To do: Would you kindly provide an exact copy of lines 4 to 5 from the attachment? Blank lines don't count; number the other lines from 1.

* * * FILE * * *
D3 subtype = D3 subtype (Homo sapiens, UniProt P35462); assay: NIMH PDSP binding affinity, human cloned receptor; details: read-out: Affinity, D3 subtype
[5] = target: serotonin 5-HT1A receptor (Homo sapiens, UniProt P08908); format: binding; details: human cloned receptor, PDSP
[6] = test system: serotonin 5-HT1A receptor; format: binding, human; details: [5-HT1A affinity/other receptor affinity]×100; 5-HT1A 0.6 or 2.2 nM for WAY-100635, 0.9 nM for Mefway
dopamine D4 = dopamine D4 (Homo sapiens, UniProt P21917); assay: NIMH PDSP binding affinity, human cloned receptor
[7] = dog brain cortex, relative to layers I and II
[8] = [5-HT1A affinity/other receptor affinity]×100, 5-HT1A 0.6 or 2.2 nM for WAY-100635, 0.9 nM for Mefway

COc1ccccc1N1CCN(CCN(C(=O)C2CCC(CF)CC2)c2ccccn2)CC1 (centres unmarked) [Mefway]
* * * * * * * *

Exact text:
dopamine D4 = dopamine D4 (Homo sapiens, UniProt P21917); assay: NIMH PDSP binding affinity, human cloned receptor
[7] = dog brain cortex, relative to layers I and II